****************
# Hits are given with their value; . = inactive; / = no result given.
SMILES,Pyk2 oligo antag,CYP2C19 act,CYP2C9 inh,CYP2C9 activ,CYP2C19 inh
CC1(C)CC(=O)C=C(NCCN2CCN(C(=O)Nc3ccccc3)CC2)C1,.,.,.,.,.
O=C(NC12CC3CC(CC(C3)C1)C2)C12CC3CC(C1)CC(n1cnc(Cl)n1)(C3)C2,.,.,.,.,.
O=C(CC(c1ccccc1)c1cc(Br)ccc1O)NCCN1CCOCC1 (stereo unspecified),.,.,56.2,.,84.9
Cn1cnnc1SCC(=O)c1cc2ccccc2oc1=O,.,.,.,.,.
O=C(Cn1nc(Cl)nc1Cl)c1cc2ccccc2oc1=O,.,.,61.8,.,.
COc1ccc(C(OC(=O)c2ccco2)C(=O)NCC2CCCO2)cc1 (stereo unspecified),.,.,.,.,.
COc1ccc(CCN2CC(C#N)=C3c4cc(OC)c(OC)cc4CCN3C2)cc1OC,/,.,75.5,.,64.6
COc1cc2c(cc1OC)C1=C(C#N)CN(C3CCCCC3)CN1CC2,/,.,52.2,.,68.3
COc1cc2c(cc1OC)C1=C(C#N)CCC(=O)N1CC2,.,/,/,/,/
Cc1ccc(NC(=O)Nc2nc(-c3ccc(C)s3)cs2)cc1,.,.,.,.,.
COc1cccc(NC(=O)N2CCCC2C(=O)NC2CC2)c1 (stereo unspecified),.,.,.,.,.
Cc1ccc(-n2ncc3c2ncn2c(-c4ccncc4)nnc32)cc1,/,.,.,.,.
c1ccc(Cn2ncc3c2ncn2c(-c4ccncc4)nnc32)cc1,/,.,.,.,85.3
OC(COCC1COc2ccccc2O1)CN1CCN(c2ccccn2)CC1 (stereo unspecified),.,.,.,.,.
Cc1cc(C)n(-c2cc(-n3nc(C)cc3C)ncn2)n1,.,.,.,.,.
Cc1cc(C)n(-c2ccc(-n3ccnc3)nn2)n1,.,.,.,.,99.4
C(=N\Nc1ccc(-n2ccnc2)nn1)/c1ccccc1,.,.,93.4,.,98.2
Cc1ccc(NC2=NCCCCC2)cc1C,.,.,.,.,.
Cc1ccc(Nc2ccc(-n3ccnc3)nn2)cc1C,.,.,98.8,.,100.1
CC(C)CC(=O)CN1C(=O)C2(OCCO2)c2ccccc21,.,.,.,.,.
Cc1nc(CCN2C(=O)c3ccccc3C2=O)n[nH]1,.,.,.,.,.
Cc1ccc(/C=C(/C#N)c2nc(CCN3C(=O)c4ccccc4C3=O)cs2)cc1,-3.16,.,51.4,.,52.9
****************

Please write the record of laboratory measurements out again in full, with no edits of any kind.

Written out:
# Hits are given with their value; . = inactive; / = no result given.
SMILES,Pyk2 oligo antag,CYP2C19 act,CYP2C9 inh,CYP2C9 activ,CYP2C19 inh
CC1(C)CC(=O)C=C(NCCN2CCN(C(=O)Nc3ccccc3)CC2)C1,.,.,.,.,.
O=C(NC12CC3CC(CC(C3)C1)C2)C12CC3CC(C1)CC(n1cnc(Cl)n1)(C3)C2,.,.,.,.,.
O=C(CC(c1ccccc1)c1cc(Br)ccc1O)NCCN1CCOCC1 (stereo unspecified),.,.,56.2,.,84.9
Cn1cnnc1SCC(=O)c1cc2ccccc2oc1=O,.,.,.,.,.
O=C(Cn1nc(Cl)nc1Cl)c1cc2ccccc2oc1=O,.,.,61.8,.,.
COc1ccc(C(OC(=O)c2ccco2)C(=O)NCC2CCCO2)cc1 (stereo unspecified),.,.,.,.,.
COc1ccc(CCN2CC(C#N)=C3c4cc(OC)c(OC)cc4CCN3C2)cc1OC,/,.,75.5,.,64.6
COc1cc2c(cc1OC)C1=C(C#N)CN(C3CCCCC3)CN1CC2,/,.,52.2,.,68.3
COc1cc2c(cc1OC)C1=C(C#N)CCC(=O)N1CC2,.,/,/,/,/
Cc1ccc(NC(=O)Nc2nc(-c3ccc(C)s3)cs2)cc1,.,.,.,.,.
COc1cccc(NC(=O)N2CCCC2C(=O)NC2CC2)c1 (stereo unspecified),.,.,.,.,.
Cc1ccc(-n2ncc3c2ncn2c(-c4ccncc4)nnc32)cc1,/,.,.,.,.
c1ccc(Cn2ncc3c2ncn2c(-c4ccncc4)nnc32)cc1,/,.,.,.,85.3
OC(COCC1COc2ccccc2O1)CN1CCN(c2ccccn2)CC1 (stereo unspecified),.,.,.,.,.
Cc1cc(C)n(-c2cc(-n3nc(C)cc3C)ncn2)n1,.,.,.,.,.
Cc1cc(C)n(-c2ccc(-n3ccnc3)nn2)n1,.,.,.,.,99.4
C(=N\Nc1ccc(-n2ccnc2)nn1)/c1ccccc1,.,.,93.4,.,98.2
Cc1ccc(NC2=NCCCCC2)cc1C,.,.,.,.,.
Cc1ccc(Nc2ccc(-n3ccnc3)nn2)cc1C,.,.,98.8,.,100.1
CC(C)CC(=O)CN1C(=O)C2(OCCO2)c2ccccc21,.,.,.,.,.
Cc1nc(CCN2C(=O)c3ccccc3C2=O)n[nH]1,.,.,.,.,.
Cc1ccc(/C=C(/C#N)c2nc(CCN3C(=O)c4ccccc4C3=O)cs2)cc1,-3.16,.,51.4,.,52.9